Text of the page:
And so… here’s comes the first faux-pas of our trip so far. Stay tuned, there will be many more!!! As we were wandering through the magnificent Basilica, Graeme marvelled at how well preserved it was. He asked me why it hadn’t been damaged in WWII? Ooops! “Gra….the french didn’t fight in WWII, so the Germans and Allies didn’t bomb the crap out of the city – that’s why the church is so well preserved!” Unfortunately my reply was overheard by Hubert. “Nous avons certainement combattu !! Certainly we fought! A hurried contextual explanation of how the Lyonnaise suffered under the Butcher of Lyon and their work in the French Resistance and lastly the understandable surrender decision when France had already lost a generation in WWI……..eeeek!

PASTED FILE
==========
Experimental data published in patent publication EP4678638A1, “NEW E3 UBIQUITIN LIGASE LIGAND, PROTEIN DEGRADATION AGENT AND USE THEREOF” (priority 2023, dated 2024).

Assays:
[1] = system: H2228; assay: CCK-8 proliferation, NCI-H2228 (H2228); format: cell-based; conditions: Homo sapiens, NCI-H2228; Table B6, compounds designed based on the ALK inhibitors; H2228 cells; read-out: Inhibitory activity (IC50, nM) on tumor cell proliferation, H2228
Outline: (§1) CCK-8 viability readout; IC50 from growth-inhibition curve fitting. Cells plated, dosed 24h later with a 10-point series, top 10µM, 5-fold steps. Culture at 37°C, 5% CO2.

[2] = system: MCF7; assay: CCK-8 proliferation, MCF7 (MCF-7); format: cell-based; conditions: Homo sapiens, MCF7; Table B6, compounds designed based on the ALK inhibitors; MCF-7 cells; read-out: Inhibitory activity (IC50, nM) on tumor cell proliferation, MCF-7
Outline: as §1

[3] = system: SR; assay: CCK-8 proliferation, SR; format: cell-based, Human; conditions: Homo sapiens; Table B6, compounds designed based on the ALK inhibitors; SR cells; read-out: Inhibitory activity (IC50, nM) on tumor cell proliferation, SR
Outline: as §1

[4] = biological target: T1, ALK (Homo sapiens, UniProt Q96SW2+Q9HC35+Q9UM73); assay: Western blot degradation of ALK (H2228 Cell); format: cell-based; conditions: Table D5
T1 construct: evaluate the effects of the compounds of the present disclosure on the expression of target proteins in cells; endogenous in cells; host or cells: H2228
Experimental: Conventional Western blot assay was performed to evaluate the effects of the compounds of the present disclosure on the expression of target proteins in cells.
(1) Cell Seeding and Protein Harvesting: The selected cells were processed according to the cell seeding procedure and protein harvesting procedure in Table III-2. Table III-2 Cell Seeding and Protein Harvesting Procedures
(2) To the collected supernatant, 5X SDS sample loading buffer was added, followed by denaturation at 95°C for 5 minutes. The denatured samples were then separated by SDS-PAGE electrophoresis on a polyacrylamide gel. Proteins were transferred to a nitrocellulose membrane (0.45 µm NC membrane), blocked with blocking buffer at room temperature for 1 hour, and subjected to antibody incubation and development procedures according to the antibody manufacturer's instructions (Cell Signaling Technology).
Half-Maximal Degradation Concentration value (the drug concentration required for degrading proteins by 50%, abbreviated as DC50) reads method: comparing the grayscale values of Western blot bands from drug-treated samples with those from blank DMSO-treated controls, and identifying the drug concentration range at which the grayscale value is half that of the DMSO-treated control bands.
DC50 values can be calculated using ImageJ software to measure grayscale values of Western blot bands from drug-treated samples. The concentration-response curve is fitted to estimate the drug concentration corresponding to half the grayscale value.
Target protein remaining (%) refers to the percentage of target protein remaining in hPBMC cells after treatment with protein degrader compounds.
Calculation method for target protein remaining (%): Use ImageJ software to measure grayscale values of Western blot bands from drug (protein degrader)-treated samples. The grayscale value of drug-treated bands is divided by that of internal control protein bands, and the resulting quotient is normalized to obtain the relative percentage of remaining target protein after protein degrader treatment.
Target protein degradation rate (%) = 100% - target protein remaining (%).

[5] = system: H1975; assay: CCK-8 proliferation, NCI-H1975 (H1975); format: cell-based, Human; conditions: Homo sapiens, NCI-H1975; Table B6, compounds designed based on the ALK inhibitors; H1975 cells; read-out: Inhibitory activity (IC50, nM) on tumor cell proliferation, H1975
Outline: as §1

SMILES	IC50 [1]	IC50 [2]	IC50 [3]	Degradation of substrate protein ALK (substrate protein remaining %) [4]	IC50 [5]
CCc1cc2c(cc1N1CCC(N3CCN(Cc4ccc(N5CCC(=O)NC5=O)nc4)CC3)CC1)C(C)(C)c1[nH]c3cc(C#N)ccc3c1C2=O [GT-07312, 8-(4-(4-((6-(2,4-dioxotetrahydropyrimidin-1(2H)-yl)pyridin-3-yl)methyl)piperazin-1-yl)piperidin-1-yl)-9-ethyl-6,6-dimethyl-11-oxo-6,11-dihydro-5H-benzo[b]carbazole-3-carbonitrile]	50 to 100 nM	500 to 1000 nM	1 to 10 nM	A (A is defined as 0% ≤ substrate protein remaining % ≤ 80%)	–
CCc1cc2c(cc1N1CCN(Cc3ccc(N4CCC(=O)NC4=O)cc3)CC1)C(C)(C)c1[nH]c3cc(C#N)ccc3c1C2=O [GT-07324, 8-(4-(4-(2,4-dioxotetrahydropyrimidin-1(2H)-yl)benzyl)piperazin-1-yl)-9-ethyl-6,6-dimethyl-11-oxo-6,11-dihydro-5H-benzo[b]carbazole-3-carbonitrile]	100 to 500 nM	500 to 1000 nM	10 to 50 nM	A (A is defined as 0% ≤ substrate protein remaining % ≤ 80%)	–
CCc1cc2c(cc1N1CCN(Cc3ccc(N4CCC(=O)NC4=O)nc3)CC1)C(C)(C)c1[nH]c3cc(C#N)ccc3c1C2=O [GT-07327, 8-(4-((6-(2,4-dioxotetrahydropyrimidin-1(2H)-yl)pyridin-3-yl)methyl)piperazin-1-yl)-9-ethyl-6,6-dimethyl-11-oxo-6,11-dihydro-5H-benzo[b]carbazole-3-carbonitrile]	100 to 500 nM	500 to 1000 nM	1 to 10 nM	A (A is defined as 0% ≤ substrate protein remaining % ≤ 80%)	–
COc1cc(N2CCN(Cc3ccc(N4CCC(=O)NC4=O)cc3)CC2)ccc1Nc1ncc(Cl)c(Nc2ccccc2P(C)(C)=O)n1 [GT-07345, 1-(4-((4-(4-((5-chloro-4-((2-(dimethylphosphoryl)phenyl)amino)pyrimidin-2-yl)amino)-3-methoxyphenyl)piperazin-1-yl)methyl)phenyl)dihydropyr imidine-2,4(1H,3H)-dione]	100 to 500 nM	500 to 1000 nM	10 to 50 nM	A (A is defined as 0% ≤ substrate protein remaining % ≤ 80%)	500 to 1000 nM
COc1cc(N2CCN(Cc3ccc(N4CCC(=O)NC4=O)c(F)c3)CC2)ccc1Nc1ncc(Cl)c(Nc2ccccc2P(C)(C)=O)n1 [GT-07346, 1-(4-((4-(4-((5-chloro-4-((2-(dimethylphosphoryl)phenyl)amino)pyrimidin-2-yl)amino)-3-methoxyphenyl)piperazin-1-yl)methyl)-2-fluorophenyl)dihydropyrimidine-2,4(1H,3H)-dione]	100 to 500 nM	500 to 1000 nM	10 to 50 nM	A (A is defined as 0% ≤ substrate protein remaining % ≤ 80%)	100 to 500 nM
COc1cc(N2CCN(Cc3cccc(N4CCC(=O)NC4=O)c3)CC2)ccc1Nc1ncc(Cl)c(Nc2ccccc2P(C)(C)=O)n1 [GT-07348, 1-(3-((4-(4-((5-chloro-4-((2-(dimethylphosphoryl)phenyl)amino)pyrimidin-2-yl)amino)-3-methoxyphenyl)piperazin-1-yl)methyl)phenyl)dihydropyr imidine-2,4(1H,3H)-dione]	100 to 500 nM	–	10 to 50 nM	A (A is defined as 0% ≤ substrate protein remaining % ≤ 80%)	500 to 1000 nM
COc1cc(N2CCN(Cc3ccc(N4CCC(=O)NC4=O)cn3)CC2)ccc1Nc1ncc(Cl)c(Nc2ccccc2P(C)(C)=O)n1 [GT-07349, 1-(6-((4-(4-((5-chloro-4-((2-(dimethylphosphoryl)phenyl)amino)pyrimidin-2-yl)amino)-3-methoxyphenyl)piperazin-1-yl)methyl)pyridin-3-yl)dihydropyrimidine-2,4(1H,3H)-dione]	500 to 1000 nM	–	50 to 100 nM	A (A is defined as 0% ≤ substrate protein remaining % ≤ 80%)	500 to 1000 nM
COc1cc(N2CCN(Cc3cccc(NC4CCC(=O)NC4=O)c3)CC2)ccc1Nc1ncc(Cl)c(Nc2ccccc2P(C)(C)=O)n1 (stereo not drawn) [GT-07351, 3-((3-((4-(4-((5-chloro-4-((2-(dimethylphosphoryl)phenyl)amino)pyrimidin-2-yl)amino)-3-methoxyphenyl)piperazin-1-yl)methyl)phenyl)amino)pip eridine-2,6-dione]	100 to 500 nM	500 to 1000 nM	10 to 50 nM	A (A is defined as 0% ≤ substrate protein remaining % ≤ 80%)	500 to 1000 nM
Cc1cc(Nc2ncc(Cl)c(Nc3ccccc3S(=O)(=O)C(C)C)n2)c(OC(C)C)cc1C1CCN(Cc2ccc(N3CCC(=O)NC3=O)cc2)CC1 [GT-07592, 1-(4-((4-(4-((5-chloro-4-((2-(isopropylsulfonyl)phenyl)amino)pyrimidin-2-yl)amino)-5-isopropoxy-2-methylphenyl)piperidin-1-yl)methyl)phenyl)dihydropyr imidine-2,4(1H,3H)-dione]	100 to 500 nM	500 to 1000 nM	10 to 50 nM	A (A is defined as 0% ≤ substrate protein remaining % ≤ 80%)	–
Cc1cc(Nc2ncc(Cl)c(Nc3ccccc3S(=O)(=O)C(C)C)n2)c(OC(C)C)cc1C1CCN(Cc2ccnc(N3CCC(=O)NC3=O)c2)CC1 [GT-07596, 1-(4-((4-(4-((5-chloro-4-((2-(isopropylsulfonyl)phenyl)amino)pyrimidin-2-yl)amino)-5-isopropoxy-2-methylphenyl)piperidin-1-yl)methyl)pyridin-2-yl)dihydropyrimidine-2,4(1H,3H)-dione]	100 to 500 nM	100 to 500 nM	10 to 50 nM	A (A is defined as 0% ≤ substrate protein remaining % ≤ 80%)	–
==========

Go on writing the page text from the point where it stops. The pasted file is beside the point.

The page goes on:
Walking around the city can work up an appetite. So true to Hubert’s word to show us the gastronomic gems of Lyon, he was to treat us to lunch at a very classic (and famous) Lyonnaise restaurant. There is a set price menu from which you can choose an entree, main & dessert. Traditional winter food is fairly rich and heavy. Lyonnaise are also “into offal” so it’s necessary to just “gird your loins” and dive in. I whimped out with some soup to start but followed it up with the inside of a pig’s stomach gratin. Graeme had a baked whole egg entree, followed by a traditional hot sauscisson and potato. We staggered out of the restaurant a lot wider than when we entered.